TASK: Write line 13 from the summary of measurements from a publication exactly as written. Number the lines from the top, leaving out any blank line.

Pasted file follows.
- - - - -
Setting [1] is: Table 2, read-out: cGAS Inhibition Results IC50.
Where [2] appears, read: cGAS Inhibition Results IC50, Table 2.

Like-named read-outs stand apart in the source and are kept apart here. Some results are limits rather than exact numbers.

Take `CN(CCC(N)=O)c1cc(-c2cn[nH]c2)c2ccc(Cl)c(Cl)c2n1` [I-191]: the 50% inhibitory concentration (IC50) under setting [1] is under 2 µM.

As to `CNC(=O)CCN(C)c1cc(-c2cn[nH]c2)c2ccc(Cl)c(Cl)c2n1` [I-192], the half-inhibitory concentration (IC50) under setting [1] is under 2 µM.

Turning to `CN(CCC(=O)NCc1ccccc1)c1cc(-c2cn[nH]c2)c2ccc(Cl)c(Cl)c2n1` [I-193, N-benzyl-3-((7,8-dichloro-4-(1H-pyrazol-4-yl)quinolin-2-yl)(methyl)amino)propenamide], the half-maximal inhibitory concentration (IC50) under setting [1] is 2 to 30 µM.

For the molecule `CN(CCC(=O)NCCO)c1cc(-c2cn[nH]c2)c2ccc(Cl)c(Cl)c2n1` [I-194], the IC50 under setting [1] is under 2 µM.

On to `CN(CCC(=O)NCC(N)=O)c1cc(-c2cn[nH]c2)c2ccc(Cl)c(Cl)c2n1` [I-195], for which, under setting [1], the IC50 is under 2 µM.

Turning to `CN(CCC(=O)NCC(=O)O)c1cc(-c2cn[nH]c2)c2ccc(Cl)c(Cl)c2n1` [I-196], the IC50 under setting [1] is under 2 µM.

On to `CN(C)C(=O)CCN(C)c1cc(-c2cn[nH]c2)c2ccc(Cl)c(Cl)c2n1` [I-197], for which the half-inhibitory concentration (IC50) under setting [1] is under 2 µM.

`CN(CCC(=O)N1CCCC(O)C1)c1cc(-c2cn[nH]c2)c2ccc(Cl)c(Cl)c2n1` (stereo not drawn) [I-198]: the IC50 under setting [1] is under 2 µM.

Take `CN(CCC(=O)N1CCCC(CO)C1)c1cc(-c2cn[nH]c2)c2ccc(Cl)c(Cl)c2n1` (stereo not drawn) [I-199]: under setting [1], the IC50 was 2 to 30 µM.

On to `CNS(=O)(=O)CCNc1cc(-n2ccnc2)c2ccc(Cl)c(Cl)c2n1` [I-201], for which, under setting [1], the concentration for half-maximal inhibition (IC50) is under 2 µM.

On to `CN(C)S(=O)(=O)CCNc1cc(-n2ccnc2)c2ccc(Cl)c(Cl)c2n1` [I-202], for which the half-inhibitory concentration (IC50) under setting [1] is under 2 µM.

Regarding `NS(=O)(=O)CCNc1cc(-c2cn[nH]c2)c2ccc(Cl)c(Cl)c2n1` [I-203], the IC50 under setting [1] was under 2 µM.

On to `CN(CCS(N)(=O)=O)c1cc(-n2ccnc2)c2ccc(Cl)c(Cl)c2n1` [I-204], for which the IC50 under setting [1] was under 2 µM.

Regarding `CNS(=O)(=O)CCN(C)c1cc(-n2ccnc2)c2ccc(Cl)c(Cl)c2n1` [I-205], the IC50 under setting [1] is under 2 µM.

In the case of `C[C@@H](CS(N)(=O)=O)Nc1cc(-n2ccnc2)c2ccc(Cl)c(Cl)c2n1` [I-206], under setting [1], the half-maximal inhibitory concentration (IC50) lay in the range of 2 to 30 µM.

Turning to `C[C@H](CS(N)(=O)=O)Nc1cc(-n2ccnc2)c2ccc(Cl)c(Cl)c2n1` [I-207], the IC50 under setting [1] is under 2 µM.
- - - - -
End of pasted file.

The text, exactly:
On to `CNS(=O)(=O)CCNc1cc(-n2ccnc2)c2ccc(Cl)c(Cl)c2n1` [I-201], for which, under setting [1], the concentration for half-maximal inhibition (IC50) is under 2 µM.